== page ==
Sunday, 15 July 2012
Could your decking be ripped up by the Council?
Several newspapers have picked up on the story of Lesley Cherry from Stockport, Greater Manchester, who had failed to get planning permission for raised wooden decking at the back of her house, and came home from holiday to find that council workers had destroyed the decking while she was away.
The papers would like us to believe that this came ‘out of the blue’, but it undoubtedly had a history. An Enforcement Notice does not get served without some sort of prior warning. You will get a letter or a call from an enforcement officer and/or you will receive a Planning Contravention Notice (‘PCN’). That is the point at which alarm bells should start ringing, and this is the time to engage an experienced planning lawyer to act for you. Timely intervention may even persuade the council that no breach of planning control has occurred, or that a retrospective planning application might be considered.
In the Stockport case, the first thing to do would have been to see if the decking could in fact come within the definition of Permitted Development within Part 1 of the Second Schedule to the General Permitted Development Order. In practice, it appears that it would not have done so, due to the exclusion from the categories of permitted development authorised by Classes A and F of the construction or provision of a veranda, balcony or raised platform. However, an appeal against the Enforcement Notice could still have been run under Ground (a), namely that planning permission ought to be granted.
However, Mr and Mrs Cherry appear not to have done this, and so the Enforcement Notice took effect without being appealed. In those circumstances, the property owner is completely stuck, and has no choice but to comply with the notice, failing which an offence is committed. In the Stockport case, it seems that the Council was getting no response at all, and the defendants did not even attend court when summonsed, so it may well have seemed that an injunction under section 187B or direct action under section 178 were the only practical options. Non-appearance to the charge in the magistrates' court may have suggested that getting an injunction would be a waste of time and costs, so direct action under section 178 may have looked like the best bet.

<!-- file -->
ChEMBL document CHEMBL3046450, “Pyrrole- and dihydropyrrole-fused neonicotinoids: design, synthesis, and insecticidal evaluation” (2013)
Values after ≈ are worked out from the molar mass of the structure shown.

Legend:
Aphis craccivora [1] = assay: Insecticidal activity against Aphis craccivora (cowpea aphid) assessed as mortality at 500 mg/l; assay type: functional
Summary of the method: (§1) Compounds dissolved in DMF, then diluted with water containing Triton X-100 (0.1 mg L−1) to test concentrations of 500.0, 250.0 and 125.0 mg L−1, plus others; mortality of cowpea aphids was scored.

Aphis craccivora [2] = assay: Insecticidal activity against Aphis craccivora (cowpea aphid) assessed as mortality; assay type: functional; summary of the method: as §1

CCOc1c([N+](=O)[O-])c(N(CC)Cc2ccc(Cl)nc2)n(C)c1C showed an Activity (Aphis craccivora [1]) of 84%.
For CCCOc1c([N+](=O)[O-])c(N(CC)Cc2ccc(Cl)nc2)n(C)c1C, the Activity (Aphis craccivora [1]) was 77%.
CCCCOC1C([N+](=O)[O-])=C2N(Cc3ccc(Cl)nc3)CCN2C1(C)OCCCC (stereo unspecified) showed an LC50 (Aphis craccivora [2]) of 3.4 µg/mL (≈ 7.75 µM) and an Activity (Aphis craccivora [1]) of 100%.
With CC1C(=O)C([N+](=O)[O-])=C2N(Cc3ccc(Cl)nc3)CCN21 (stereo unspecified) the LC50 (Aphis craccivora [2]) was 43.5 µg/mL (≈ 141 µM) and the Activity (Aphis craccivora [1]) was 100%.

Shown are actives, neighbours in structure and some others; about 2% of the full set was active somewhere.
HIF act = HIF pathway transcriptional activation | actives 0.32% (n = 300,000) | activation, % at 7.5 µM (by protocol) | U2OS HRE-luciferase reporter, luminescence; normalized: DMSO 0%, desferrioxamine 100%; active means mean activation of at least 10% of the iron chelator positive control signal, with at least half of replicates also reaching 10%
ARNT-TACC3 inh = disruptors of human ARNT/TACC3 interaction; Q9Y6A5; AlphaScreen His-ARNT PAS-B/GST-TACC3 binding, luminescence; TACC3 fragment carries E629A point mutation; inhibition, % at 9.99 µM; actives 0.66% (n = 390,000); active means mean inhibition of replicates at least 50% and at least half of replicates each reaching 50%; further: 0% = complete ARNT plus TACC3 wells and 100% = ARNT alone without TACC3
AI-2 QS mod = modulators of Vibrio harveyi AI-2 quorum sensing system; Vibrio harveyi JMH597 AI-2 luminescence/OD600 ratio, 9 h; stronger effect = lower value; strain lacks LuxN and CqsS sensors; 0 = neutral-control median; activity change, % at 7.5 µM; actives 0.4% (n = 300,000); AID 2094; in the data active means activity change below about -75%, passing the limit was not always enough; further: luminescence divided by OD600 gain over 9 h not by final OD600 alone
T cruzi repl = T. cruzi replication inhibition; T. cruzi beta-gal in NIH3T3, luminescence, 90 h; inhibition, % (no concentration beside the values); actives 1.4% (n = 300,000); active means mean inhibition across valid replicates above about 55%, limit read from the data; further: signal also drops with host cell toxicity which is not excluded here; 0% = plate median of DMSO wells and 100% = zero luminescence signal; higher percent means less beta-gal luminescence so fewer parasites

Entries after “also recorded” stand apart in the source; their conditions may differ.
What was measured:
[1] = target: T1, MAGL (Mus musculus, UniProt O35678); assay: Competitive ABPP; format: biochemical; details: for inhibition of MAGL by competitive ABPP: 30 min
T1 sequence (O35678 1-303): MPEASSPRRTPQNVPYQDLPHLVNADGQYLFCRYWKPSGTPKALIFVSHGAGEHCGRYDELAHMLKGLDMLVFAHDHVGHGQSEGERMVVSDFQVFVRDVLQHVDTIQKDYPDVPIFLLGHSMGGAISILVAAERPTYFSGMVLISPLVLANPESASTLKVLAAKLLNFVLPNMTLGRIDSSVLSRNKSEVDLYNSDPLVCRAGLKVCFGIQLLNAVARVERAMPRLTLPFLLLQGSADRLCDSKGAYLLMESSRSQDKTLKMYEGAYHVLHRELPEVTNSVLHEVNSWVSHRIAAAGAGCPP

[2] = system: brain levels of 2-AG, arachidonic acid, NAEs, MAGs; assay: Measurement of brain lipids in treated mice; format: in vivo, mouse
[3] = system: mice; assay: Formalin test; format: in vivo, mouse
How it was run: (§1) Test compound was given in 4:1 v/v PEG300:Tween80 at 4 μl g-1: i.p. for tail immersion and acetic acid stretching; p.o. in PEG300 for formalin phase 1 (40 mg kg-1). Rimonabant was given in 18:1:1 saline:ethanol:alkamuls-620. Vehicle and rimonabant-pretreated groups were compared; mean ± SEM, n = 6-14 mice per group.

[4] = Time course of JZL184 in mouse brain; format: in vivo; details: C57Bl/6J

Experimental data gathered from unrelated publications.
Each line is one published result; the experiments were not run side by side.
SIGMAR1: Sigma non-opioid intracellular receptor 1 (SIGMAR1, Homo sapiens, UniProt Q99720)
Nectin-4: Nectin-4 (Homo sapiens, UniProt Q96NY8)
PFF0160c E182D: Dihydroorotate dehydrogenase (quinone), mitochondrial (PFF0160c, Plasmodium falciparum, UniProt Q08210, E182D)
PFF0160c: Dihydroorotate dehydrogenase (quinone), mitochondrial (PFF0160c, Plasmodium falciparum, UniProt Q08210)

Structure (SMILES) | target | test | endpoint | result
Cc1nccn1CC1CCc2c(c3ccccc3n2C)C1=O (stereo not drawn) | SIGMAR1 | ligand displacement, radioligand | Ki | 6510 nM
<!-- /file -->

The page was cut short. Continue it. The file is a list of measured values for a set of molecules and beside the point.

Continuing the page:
It might seem to the casual observer that the LPA was a bit heavy-handed, but enforcement action should not be ignored. The owners should have got a good planning lawyer on board right from the start and let him or her run a section 174 appeal for them. Having failed to do that, and having failed to respond in any way to the enforcement action, they really only had themselves to blame for what happened.
© MARTIN H GOODALL